Improved or not? How the Seahawks’ offense changed

SEATTLE — The issues that led to the Seattle Seahawks‘ offensive collapse in the second half of last season were largely, but not exclusively, related to scheme.

The Seahawks didn’t have enough of a short and intermediate passing game to keep defenses honest once they started taking away the deep throws that were working so well early on. It’s a big reason why Pete Carroll replaced Brian Schottenheimer as offensive coordinator with Shane Waldron.

Then again, they might have avoided those issues if they were better equipped up front to handle the strong pass-rushing units they faced down the stretch. Or if Russell Wilson had another go-to option behind Tyler Lockett and DK Metcalf.

In that sense, it’s no coincidence that the Seahawks’ top two veteran additions on offense were a lineman known for his pass-blocking (Gabe Jackson) and an athletic tight end who can create mismatches and run after the catch (Gerald Everett).

With the offseason program in the books and training camp a month away, here’s a look at Seattle’s offense by position group, with a verdict on whether each is better, worse or the same compared to 2020.

Receiver

Additions: D’Wayne Eskridge, Darvin Kidsy, Travis Toivonen, Connor Wedington (UDFA), Cade Johnson (UDFA), Tamorrion Terry (UDFA)

Losses: David Moore, Phillip Dorsett, Josh Gordon

Returners: Tyler Lockett, DK Metcalf, Freddie Swain, Penny Hart, John Ursua, Cody Thompson, Aaron Fuller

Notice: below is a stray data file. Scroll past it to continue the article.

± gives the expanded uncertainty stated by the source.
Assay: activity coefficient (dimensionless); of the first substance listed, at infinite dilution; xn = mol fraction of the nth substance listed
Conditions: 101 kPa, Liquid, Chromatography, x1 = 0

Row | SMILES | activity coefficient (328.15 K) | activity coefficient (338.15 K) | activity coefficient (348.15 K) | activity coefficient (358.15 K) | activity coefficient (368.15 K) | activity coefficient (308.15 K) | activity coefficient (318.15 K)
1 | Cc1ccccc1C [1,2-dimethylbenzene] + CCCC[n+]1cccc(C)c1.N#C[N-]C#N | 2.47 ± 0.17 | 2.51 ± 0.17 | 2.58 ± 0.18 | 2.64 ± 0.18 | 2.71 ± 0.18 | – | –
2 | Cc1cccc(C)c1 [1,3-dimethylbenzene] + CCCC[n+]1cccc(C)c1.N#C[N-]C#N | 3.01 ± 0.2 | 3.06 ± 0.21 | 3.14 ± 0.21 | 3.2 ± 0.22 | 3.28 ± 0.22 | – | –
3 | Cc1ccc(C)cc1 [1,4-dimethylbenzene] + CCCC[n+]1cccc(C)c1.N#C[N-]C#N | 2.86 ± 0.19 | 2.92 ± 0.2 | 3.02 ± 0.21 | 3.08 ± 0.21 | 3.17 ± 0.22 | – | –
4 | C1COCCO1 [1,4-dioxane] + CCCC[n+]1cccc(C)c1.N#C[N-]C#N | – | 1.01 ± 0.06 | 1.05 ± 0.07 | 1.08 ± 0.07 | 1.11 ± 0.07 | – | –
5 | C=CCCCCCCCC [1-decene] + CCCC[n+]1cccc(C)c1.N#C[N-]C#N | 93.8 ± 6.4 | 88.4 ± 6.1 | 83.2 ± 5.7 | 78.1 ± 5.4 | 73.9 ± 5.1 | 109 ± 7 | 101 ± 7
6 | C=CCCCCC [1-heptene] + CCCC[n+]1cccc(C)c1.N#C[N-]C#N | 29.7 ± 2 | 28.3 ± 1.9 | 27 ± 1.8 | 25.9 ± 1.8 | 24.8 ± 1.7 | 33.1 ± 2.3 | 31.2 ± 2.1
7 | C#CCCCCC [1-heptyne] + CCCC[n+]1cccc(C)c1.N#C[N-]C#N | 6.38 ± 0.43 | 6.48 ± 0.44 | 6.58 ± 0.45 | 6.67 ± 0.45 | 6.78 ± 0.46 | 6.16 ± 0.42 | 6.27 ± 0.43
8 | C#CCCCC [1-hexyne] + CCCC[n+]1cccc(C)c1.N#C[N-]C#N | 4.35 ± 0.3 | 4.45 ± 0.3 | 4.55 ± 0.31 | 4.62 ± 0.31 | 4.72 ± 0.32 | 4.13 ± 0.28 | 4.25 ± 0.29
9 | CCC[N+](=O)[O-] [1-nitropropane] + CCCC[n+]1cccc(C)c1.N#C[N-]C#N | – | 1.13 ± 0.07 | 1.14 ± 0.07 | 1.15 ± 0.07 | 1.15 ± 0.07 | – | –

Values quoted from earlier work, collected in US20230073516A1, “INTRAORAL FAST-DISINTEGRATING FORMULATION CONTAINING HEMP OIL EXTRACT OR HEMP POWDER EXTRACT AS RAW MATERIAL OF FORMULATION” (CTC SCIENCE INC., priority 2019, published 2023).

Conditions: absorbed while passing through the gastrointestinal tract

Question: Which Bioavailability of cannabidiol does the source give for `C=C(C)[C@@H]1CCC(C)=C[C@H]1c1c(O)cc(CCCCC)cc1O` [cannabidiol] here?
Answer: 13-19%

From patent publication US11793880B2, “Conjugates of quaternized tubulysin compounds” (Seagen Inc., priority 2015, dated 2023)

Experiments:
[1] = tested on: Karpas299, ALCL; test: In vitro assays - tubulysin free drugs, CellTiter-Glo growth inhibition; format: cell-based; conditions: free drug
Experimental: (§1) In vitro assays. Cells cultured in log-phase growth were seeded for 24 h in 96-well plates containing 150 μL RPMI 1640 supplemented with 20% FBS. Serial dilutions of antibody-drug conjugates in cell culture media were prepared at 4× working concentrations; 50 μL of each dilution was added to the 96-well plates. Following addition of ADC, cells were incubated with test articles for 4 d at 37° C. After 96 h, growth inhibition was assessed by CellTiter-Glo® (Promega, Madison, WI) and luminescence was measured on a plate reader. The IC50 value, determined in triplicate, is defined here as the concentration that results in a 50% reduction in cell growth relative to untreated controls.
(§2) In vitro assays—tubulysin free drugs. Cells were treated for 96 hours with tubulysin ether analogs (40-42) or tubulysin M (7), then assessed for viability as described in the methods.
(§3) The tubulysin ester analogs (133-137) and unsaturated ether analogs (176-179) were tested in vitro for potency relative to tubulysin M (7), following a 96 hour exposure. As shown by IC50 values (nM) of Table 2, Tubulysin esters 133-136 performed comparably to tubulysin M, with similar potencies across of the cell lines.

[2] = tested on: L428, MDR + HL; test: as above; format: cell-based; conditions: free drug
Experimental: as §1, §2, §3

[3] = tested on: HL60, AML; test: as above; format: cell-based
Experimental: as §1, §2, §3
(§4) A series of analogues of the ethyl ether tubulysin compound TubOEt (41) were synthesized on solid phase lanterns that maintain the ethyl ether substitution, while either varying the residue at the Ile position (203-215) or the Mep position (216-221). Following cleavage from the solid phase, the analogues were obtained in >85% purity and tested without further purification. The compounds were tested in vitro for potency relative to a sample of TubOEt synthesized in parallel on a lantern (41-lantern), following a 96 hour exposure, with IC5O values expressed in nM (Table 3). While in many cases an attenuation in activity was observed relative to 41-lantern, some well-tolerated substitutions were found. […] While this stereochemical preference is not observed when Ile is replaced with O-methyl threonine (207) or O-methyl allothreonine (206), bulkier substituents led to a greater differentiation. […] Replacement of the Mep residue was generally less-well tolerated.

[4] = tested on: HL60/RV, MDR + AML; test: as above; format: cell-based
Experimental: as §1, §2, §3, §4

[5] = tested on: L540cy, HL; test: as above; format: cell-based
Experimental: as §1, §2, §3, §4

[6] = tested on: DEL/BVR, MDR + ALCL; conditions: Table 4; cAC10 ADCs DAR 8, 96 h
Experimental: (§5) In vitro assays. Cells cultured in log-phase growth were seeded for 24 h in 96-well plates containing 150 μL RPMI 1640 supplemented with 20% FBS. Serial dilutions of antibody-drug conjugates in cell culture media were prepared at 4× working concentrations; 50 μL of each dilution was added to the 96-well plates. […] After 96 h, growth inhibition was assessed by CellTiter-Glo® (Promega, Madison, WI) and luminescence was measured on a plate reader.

Better, worse or the same? The same

Since neither Dorsett nor Gordon played last year, the changes essentially amounted to a swap of Moore for Eskridge.

The Seahawks used their first of three draft picks to take Eskridge in the second round, believing his explosiveness and versatility can make him a difference-maker. But he’s a rookie at a position that often comes with a steep learning curve, missed much of the offseason program with a bothersome toe and projects as their No. 3 receiver at best. So while Eskridge looks like a long-term upgrade, you can’t necessarily expect him to immediately top Moore’s production (35 catches, 417 yards, six touchdowns) last year.

Swain made a strong impression on the Seahawks as a rookie. Hart was a standout of the offseason program. They will battle Eskridge to be the No. 3, which should essentially be a starting role given how frequently Waldron’s system is expected to use three-receiver sets.

Here’s food for thought on the Wilson drama from earlier this offseason: the four teams on his list of acceptable trade destinations appealed to the QB because they had two things Seattle didn’t — an offensive-minded head coach and a history of big spending on their O-line. But none of those teams, and few in the NFL as a whole, have a better duo at receiver than Lockett (who got a $69 million extension in March) and Metcalf (who’s in line for a megadeal of his own next offseason). So if Wilson becomes unhappy again, the grass might not be entirely greener elsewhere.

Tight end

Additions: Gerald Everett, Cam Sutton, Dom Wood-Anderson

Losses: Greg Olsen, Jacob Hollister, Luke Willson, Stephen Sullivan

Returners: Will Dissly, Colby Parkinson, Tyler Mabry

Better, worse or the same? Better

Everett made perfect sense given Seattle’s need at tight end and his familiarity with Waldron’s system from their four years together with the Los Angeles Rams. He’s a clear upgrade over Olsen, who missed five games and produced sparingly before calling it a career.

Dissly, the team’s best blocking tight end, is coming off his first injury-free season as he enters his contract year. Parkinson is essentially another addition since last year’s fourth-round pick missed most of his rookie season with a foot injury. Among the other tight ends, Mabry has the best chance to earn the fourth spot. The Seahawks are high on the 2020 UDFA.